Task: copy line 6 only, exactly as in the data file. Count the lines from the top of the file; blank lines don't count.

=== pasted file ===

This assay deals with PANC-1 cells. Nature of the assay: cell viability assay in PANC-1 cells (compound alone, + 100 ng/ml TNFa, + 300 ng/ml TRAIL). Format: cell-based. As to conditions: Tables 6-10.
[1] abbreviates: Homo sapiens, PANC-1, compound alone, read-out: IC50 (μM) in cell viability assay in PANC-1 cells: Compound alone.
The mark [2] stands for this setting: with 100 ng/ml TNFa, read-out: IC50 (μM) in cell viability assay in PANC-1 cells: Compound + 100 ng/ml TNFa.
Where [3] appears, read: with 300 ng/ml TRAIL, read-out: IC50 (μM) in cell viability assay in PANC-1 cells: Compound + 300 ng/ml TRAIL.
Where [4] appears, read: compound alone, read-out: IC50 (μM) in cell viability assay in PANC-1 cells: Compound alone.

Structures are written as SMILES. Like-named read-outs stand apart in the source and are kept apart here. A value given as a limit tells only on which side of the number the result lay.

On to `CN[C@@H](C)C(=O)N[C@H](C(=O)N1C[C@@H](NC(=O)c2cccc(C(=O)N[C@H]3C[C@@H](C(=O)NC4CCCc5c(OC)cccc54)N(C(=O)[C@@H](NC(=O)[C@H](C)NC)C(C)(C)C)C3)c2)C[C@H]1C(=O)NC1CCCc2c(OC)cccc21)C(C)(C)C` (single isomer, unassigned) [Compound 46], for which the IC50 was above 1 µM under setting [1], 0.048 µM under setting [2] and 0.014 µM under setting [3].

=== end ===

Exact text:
Structures are written as SMILES. Like-named read-outs stand apart in the source and are kept apart here. A value given as a limit tells only on which side of the number the result lay.